No MeSH data available.


Related in: MedlinePlus

Ultrasonography of the gallbladder. Abdominal ultrasonography revealed a gallbladder without calculi, a thickened gallbladder wall (arrows), and perivesical fluid accumulation. These findings resolved by day 14 after admission
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Fig1: Ultrasonography of the gallbladder. Abdominal ultrasonography revealed a gallbladder without calculi, a thickened gallbladder wall (arrows), and perivesical fluid accumulation. These findings resolved by day 14 after admission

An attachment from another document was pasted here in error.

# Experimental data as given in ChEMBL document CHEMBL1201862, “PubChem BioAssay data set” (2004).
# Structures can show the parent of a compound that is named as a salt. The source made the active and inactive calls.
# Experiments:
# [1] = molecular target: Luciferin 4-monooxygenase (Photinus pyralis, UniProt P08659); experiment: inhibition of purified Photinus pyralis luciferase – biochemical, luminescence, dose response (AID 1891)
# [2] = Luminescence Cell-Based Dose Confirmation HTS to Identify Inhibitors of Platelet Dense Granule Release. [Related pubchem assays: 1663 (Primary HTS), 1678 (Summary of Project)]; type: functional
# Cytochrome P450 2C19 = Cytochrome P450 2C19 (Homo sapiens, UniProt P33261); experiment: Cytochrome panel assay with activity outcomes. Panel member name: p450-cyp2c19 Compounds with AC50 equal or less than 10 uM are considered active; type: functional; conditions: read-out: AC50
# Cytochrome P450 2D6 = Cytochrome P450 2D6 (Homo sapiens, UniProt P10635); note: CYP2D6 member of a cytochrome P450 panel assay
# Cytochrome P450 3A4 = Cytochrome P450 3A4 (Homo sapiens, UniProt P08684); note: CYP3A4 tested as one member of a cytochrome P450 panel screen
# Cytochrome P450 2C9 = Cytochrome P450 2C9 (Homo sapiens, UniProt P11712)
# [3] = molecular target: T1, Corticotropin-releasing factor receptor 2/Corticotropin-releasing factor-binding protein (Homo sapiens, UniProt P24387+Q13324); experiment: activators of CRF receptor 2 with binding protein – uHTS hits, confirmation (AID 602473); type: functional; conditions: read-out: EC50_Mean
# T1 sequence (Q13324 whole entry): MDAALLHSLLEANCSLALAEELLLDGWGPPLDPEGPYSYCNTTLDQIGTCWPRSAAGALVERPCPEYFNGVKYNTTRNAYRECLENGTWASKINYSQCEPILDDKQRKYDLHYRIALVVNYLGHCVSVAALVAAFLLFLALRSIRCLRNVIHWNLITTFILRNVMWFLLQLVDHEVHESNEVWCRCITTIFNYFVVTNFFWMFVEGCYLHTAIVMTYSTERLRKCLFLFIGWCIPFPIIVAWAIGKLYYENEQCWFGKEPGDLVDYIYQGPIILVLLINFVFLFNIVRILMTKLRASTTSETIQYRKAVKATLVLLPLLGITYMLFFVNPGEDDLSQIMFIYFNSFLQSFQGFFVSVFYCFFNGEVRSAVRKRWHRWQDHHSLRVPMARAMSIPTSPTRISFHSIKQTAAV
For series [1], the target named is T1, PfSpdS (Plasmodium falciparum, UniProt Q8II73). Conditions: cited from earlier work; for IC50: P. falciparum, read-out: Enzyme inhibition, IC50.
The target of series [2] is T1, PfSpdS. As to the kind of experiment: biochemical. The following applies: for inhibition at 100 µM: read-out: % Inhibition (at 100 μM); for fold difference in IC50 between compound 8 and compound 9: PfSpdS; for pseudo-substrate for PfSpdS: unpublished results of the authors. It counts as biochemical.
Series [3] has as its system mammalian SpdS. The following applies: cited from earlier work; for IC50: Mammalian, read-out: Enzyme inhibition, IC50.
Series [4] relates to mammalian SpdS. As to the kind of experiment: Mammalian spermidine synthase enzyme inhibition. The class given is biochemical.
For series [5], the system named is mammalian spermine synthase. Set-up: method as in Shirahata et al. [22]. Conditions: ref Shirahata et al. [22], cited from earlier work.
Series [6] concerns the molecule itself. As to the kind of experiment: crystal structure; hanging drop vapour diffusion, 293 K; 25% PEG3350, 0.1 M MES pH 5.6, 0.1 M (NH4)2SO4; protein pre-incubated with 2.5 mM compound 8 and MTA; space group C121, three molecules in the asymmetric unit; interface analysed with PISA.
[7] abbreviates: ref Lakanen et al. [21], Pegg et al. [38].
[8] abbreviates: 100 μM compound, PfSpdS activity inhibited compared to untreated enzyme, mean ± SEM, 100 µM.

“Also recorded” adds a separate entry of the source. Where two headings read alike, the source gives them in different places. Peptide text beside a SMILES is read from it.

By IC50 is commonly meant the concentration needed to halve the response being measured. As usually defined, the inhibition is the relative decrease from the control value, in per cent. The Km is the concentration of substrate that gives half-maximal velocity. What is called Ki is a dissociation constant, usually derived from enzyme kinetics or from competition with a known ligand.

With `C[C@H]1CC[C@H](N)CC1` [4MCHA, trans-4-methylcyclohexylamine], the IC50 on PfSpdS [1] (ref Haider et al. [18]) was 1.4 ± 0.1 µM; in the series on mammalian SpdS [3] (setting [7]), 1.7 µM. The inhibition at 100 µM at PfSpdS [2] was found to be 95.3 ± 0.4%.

Mentions: She was treated with intravenous fluids with normal saline. On day 4, the patient complained of right upper quadrant pain. Ultrasonography of the abdomen showed 3 mm of a gallbladder wall; moreover, a physical examination detected tenderness over the right upper quadrant and positive Murphy’s sign. Since the levels of transaminase and total bilirubin were gradually declining at that time, the enlarged gallbladder was left untreated, but closely followed up. However, the level of AST was elevated again at 980 U/L on day 7. In addition to the ultrasonographic findings, perivesical fluid accumulation and an edematous gallbladder wall (4 mm) had appeared (Fig. 1). There were no stones in the gallbladder. In addition, there were no other causes of acalculous cholecystitis. Pneumonia, acute pancreatitis, hepatic or subphrenic abscess, and right pyelonephritis were considered for the possible causes but were excluded from the diagnosis due to the fact that no evidence was shown on ultrasonographic findings, urinalysis, and chest X-ray. No antibiotics were administered for the cholecystitis. From day 9, the levels of transaminase and bilirubin began to decline even without the use of antibiotics. Blood culture was negative, and the procalcitonin level was within the normal range. Based on these findings, we assessed the cholecystitis was not caused by bacterial infection and decided not to administer any antibiotics. The edematous wall showed significant improvement on day 11 and had returned to normal by day 14. Since the patient did not complain of abdominal pain and the findings were gradually being recovered, it was not necessary to intervene surgically. The patient was discharged on day 16 because all of the symptoms had disappeared.Fig. 1